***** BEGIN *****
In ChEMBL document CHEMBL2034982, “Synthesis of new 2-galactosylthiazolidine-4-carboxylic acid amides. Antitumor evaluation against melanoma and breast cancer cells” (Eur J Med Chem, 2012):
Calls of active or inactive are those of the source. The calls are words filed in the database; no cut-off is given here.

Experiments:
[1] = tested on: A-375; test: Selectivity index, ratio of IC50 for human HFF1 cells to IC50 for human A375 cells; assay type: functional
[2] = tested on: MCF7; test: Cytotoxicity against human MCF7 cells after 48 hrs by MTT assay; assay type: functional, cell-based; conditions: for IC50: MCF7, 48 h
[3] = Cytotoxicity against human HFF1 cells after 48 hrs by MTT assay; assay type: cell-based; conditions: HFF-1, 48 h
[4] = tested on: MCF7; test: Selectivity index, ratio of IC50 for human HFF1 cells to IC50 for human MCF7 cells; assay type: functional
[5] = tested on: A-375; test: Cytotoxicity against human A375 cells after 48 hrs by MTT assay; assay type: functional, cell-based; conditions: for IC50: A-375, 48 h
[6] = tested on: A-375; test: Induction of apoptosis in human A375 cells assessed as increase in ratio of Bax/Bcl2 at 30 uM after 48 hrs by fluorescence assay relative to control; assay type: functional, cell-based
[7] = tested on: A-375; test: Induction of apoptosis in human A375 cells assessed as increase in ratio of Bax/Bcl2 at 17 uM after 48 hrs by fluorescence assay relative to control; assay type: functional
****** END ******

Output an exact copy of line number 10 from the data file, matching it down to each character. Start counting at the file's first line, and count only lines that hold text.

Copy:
[7] = tested on: A-375; test: Induction of apoptosis in human A375 cells assessed as increase in ratio of Bax/Bcl2 at 17 uM after 48 hrs by fluorescence assay relative to control; assay type: functional